But that is what the record says!

So how can Solomon be loved by God? What is the point of saying that?


Spiritual Principles to learn


There are some key spiritual principles to be adhered to here:


i. That of repentance

  • it doesn't matter what the sin, where that has been true repentance God's forgiveness follows.
  • this requires us to also forgive but it may take a while for that to flow and for trust to be regained.


ii. Of individuality of guilt

  • the individual sinner is the one who is guilty
  • David is the guilty one, not Solomon.


iii. Blessing now, guilt later

  • it is clear from Scripture that God blesses the individual as they are now, and does not stop that blessing because He knows there will be failure later.
  • God's grace blesses at this moment where there is obedience now, openness of heart now etc.


These are crucial lessons and we will see them further on in the chapter.

So Solomon is born and approved of by God.


Other Aspects?


  • It is clear from the multitude of verses about David that he was much loved of God and that God's heart was so moved by him that it affected the way the Lord dealt with subsequent kings.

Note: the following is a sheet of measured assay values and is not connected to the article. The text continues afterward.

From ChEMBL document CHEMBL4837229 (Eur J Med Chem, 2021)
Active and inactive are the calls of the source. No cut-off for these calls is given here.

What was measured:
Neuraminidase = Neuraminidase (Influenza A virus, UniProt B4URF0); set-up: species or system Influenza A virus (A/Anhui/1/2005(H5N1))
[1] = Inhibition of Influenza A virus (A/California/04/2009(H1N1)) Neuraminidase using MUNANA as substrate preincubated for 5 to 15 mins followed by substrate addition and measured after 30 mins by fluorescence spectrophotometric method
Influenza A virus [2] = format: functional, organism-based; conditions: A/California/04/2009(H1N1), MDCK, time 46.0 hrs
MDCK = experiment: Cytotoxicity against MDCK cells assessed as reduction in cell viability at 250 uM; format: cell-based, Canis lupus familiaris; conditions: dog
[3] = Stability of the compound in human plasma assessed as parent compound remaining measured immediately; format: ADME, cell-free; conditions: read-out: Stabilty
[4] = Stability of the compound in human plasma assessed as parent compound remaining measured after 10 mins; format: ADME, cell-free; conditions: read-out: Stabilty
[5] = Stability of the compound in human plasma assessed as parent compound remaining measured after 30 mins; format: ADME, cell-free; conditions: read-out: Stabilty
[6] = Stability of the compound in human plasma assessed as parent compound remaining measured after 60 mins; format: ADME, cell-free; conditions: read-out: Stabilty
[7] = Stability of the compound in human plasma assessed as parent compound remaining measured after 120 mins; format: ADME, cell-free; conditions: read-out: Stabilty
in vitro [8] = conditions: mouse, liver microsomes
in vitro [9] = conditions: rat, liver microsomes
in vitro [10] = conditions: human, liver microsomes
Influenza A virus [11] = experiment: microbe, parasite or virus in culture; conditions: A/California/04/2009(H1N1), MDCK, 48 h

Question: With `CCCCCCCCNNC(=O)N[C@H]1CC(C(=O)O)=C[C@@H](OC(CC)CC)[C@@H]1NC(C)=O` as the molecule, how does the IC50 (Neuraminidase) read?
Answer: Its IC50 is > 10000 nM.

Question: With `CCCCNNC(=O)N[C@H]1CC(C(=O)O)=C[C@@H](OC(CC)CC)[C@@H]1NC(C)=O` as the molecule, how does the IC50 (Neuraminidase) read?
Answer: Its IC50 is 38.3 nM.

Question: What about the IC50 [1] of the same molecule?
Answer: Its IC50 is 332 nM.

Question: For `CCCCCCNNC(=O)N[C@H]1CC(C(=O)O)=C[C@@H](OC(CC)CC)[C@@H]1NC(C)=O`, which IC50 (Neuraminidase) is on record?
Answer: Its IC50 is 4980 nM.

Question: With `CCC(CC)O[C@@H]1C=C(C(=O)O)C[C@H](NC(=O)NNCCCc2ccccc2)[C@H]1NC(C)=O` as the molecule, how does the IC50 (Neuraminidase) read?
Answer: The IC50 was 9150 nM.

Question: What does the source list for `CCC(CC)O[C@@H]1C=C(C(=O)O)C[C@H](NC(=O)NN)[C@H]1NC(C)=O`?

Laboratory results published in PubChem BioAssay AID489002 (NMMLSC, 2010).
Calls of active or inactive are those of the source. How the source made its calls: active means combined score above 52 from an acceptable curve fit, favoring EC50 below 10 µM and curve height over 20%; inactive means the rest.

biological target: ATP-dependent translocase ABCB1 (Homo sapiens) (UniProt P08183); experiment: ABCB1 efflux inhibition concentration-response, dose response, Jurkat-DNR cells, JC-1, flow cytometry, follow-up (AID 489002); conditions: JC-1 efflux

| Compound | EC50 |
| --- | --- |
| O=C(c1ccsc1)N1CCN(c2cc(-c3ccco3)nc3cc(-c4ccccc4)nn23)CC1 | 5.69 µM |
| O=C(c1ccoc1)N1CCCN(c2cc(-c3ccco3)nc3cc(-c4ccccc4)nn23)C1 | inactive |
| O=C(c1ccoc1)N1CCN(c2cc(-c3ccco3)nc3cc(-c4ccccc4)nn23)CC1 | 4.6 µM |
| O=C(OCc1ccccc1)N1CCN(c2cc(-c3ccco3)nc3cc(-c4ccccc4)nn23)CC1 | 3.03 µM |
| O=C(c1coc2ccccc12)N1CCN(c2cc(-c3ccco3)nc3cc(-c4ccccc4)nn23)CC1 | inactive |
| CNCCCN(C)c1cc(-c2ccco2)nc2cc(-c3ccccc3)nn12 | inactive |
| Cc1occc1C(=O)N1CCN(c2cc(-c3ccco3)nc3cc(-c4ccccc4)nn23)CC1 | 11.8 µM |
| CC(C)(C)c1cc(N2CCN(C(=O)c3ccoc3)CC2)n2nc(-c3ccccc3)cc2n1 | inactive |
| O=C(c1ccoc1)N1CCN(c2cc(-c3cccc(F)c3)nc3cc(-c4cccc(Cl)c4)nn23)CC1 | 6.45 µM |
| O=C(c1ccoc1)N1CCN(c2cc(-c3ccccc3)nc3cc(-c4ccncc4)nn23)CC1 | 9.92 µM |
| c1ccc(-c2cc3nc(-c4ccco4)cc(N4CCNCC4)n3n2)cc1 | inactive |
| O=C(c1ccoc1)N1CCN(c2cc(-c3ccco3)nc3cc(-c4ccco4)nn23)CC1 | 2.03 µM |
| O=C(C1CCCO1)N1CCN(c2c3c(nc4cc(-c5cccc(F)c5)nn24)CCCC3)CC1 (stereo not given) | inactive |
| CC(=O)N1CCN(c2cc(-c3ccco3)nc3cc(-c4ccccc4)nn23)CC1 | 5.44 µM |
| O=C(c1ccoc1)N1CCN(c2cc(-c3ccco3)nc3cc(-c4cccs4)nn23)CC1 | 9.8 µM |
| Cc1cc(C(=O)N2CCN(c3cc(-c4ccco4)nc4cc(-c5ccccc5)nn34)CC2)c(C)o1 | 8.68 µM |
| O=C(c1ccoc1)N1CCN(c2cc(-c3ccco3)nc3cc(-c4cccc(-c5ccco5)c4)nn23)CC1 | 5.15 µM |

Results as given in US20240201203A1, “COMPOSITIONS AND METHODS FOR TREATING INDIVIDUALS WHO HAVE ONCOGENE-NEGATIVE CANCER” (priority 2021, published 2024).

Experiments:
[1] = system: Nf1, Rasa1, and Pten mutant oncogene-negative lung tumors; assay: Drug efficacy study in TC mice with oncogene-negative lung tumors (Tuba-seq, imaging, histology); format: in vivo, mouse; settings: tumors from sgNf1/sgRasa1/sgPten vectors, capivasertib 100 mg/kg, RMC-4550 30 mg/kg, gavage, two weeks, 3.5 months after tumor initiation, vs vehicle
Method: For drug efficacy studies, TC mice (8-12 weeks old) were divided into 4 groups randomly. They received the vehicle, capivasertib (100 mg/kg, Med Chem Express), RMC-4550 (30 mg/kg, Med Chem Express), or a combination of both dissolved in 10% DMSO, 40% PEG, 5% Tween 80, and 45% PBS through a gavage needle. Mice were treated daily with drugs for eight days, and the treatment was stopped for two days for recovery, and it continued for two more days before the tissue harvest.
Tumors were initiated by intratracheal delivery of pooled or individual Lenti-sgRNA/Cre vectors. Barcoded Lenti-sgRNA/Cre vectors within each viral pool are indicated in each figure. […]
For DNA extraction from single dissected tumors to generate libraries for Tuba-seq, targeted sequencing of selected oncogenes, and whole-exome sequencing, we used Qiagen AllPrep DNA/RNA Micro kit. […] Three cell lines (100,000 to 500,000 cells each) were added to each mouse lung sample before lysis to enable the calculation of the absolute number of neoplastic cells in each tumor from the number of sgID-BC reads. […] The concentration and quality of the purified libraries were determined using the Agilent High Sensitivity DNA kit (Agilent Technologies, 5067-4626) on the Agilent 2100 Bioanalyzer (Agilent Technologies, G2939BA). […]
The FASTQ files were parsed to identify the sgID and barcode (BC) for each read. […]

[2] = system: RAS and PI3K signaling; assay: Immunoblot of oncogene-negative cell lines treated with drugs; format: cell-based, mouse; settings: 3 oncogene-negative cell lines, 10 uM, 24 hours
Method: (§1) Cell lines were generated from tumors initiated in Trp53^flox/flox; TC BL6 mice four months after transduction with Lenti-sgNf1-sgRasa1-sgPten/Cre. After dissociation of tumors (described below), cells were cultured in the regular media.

• Although the Lord is grieved by our sin, is it possible

a) that in respect of David….

  •   that He is pleased when He sees true repentance that goes deep in us?
  •   that even before He chose David publicly, He saw his heart and knew that it was a heart that was imperfect but was one that would own up and fully repent when it did wrong?
  •   that this is one of the characteristics of David that allows him to be described as a man after God's own heart, because even though he is human and vulnerable to temptation when he is faced with his humanity and sin and guilt he is racked by it, even hates it and hates himself, because he hates sin?
  •   that when the Lord looked on all the men and women with whom He had dealings, He found in David this rarity that made him stand out from the rest and thus blessed the Lord's heart?
  •   that because of all this the Lord is delighted to be able to go on blessing David and using him as His king over His people?

b) that in respect of Solomon…

  •   that He knew what the future held and of Solomon's eventual fall but nevertheless wanted to give Solomon the opportunity to be blessed and be a blessing to the world?
  •   that He wanted to do that for David's sake?
  •   that He saw Solomon's initial heart and was blessed by what He saw, a man who He could use to bless this nation and reveal His goodness to the world?


24.3 Solomon as King with God's blessing


Bathsheba asks David to ensure Solomon becomes king, and he does, but then …...